Germany's Foreign Minister Sigmar Gabriel's recent comments on Turkey-EU relations proves his country is still concerned about the accession process of Turkey to the European Union. Gabriel's declaration reminded us about a project once uttered by Germany on the same issue: A privileged partnership instead of Turkey's full accession.
The privileged partnership proposal was essentially about keeping Turkey outside the EU. In fact, Germany was one of the main players who decided to push Turkey away in a time when Turkey was as close as ever to the EU. Now, Germany probably thinks that Turkey has drifted away too much. Berlin has realized that Europe must figure out a way to not lose Turkey completely.
We must admit that the lack of progress in the EU accession process had a negative impact on Turkish political life. Yet, the EU should better engage in self-criticism first to understand the reasons why Turkey has become so distant to the EU. We are aware that, as of today, Turkey is not fulfilling the membership criteria, but we also know that the EU did practically nothing for the last couple of years to encourage the country to do what is necessary.
Now, we have suddenly discovered that all these ye
ars Germany has kept the privileged partnership file on its foreign minister's desk. In other words, Germany had not abandoned the idea of keeping Turkey outside the EU, while keeping the country somehow glued to it. Gabriel's declaration also proves that the Germans believe Turkey and Ukraine are comparable, and the EU's future relations with these two must be similar. Moreover, these relations must be, according to Germany, inspired from the association agreement to be concluded between the EU and the U.K. after the Brexit talks. This twilight zone proposed to Turkey means to be subjected to the EU's decisions without playing an active and equal role in their elaboration.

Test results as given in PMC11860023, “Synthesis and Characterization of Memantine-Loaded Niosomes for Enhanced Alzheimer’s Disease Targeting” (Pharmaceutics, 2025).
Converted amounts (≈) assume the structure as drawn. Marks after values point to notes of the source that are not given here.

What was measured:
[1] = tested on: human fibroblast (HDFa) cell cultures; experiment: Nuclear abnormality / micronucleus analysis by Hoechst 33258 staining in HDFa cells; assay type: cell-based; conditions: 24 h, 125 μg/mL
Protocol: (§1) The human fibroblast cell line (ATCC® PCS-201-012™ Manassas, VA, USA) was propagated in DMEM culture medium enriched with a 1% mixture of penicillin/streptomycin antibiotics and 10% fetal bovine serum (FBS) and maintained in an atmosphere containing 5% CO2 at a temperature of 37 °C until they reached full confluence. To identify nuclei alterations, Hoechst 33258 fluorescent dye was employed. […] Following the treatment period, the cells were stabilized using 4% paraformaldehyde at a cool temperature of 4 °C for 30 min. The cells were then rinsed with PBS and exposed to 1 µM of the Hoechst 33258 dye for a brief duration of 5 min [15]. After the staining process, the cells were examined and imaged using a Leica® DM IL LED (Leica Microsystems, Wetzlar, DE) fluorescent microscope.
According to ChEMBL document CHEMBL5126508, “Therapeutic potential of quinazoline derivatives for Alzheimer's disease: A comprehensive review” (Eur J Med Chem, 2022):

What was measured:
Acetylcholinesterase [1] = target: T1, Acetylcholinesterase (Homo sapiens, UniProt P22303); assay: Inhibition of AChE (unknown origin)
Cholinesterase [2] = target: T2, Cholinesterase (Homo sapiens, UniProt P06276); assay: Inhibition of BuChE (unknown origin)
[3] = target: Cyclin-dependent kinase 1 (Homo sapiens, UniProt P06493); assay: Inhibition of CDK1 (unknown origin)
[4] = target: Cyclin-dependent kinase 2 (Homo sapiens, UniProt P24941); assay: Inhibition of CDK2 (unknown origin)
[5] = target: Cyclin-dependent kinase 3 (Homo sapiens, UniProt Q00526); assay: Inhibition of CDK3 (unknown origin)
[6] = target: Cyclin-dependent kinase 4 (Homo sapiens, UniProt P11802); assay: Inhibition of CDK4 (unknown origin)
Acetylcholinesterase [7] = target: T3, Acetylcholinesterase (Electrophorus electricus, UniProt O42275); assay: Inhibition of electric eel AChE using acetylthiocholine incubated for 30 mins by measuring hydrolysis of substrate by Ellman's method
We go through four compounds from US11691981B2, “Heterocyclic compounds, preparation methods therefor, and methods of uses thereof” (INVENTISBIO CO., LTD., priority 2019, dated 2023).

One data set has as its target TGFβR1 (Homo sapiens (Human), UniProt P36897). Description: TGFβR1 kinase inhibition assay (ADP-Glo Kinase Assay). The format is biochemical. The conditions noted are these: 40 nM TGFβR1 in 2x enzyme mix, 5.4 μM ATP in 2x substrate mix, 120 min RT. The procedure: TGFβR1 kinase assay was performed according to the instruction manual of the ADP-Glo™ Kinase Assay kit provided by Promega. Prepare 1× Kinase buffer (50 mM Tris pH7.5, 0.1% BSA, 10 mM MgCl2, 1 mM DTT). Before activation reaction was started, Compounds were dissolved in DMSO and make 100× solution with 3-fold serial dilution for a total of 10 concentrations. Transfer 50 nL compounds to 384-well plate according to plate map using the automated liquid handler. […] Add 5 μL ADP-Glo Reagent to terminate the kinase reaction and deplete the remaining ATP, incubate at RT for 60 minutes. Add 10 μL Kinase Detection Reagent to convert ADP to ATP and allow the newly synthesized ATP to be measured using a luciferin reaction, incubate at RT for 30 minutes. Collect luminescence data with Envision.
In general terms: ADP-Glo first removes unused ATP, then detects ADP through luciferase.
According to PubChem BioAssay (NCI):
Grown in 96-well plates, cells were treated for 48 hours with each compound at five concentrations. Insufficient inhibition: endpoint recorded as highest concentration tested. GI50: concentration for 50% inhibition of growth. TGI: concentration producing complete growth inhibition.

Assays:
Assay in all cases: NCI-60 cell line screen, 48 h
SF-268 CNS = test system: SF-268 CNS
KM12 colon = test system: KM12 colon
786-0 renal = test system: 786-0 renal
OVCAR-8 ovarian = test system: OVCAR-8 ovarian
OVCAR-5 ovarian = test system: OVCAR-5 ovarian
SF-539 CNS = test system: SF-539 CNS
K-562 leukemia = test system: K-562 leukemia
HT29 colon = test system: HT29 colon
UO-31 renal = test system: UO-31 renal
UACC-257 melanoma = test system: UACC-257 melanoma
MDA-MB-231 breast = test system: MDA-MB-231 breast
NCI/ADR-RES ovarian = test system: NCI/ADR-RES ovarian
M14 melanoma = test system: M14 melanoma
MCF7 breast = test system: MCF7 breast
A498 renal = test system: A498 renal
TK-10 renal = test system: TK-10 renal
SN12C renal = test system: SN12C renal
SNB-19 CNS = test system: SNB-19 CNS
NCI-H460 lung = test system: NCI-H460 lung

Germany probably predicts that the privileged partnership proposal - which was systematically refused by Turkey in the past - would now be attractive, because such an ambiguous position would exonerate Turkey from adopting the democratic reforms that all countries need to become a full member. Gabriel also mentioned deepening and reinforcing the customs union between the EU and Turkey. It seem like they want to tell Turkey, "Forget about democratization, you don't want it anyway; let's concentrate on ways to improve our economic relations."
Would a customs union 2.0 allow Turkish citizens to circulate freely in the EU? Would Turkish companies gain access to the European public procurements market without any limitation? Besides, are we sure that the Turkish economy would function better without democratization reforms?
There is no need, in fact, for Germany to try to find new formulas, because Turkey has no problem in pursuing its economic relations with European countries. The problem is about Turkey's political relations with them. Moreover, if membership was no longer a perspective for Turkey, why would it bother adopting EU rules and regulations for its economy, while it may jeopardize Turkey's commercial relations with third parties? If, for example, Turkey is not able to take part in the EU's negotiations with third parties about free trade agreements, that means it will keep losing, while the EU will keep benefiting. Why would we accept such a thing?
Turkey is currently looking for ways to compensate, on its own, the negative impacts of the customs union agreement, along with deepening its trade and investment relationships with France and the U.K. Maybe that's why Sigmar Gabriel had a feeling of urgency about the future of the EU-Turkey relations. Turkey is indeed on the course of substituting Germany with other European nations in its economic and strategic relations. Therefore, Germany wants to go back to "the good old days" perhaps. Nevertheless, dusty proposals such as the privileged partnership is definitely not a good instrument to achieve this.